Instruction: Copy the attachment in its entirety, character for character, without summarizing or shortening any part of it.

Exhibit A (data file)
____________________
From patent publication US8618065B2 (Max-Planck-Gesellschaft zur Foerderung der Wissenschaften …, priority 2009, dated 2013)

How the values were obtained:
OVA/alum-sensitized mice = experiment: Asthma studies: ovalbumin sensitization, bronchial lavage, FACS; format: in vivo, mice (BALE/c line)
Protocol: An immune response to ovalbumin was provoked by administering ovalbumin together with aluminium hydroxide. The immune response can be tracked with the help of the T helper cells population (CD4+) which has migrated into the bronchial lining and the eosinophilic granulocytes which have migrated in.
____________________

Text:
From patent publication US8618065B2 (Max-Planck-Gesellschaft zur Foerderung der Wissenschaften …, priority 2009, dated 2013)

How the values were obtained:
OVA/alum-sensitized mice = experiment: Asthma studies: ovalbumin sensitization, bronchial lavage, FACS; format: in vivo, mice (BALE/c line)
Protocol: An immune response to ovalbumin was provoked by administering ovalbumin together with aluminium hydroxide. The immune response can be tracked with the help of the T helper cells population (CD4+) which has migrated into the bronchial lining and the eosinophilic granulocytes which have migrated in.